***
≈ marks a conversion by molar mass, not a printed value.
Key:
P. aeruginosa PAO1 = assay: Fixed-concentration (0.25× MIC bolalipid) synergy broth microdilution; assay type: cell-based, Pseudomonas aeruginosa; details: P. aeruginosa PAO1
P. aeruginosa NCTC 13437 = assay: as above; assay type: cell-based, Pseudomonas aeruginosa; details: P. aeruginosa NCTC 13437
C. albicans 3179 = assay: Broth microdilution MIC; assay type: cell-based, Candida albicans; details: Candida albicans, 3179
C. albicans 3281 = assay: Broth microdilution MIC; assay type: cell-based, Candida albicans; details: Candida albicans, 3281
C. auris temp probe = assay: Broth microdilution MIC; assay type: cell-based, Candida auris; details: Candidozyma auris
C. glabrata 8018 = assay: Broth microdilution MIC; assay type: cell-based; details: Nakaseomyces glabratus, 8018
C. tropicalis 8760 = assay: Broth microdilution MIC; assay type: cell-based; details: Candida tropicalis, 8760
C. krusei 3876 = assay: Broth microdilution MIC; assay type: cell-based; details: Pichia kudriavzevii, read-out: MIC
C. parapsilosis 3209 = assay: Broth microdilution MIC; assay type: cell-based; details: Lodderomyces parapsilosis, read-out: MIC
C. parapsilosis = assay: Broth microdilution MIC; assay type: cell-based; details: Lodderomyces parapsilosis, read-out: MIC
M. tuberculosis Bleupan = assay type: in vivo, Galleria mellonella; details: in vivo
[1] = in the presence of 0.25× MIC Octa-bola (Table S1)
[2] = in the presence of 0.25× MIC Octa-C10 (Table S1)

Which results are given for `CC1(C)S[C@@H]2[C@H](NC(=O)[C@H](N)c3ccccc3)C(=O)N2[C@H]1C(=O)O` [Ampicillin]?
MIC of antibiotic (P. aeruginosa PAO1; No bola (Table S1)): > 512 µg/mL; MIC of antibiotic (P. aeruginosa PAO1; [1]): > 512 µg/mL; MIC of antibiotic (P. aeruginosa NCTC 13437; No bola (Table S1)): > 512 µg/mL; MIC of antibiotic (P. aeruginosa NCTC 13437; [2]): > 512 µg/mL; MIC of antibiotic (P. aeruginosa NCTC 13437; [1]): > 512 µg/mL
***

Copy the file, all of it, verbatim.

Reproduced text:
≈ marks a conversion by molar mass, not a printed value.
Key:
P. aeruginosa PAO1 = assay: Fixed-concentration (0.25× MIC bolalipid) synergy broth microdilution; assay type: cell-based, Pseudomonas aeruginosa; details: P. aeruginosa PAO1
P. aeruginosa NCTC 13437 = assay: as above; assay type: cell-based, Pseudomonas aeruginosa; details: P. aeruginosa NCTC 13437
C. albicans 3179 = assay: Broth microdilution MIC; assay type: cell-based, Candida albicans; details: Candida albicans, 3179
C. albicans 3281 = assay: Broth microdilution MIC; assay type: cell-based, Candida albicans; details: Candida albicans, 3281
C. auris temp probe = assay: Broth microdilution MIC; assay type: cell-based, Candida auris; details: Candidozyma auris
C. glabrata 8018 = assay: Broth microdilution MIC; assay type: cell-based; details: Nakaseomyces glabratus, 8018
C. tropicalis 8760 = assay: Broth microdilution MIC; assay type: cell-based; details: Candida tropicalis, 8760
C. krusei 3876 = assay: Broth microdilution MIC; assay type: cell-based; details: Pichia kudriavzevii, read-out: MIC
C. parapsilosis 3209 = assay: Broth microdilution MIC; assay type: cell-based; details: Lodderomyces parapsilosis, read-out: MIC
C. parapsilosis = assay: Broth microdilution MIC; assay type: cell-based; details: Lodderomyces parapsilosis, read-out: MIC
M. tuberculosis Bleupan = assay type: in vivo, Galleria mellonella; details: in vivo
[1] = in the presence of 0.25× MIC Octa-bola (Table S1)
[2] = in the presence of 0.25× MIC Octa-C10 (Table S1)

Which results are given for `CC1(C)S[C@@H]2[C@H](NC(=O)[C@H](N)c3ccccc3)C(=O)N2[C@H]1C(=O)O` [Ampicillin]?
MIC of antibiotic (P. aeruginosa PAO1; No bola (Table S1)): > 512 µg/mL; MIC of antibiotic (P. aeruginosa PAO1; [1]): > 512 µg/mL; MIC of antibiotic (P. aeruginosa NCTC 13437; No bola (Table S1)): > 512 µg/mL; MIC of antibiotic (P. aeruginosa NCTC 13437; [2]): > 512 µg/mL; MIC of antibiotic (P. aeruginosa NCTC 13437; [1]): > 512 µg/mL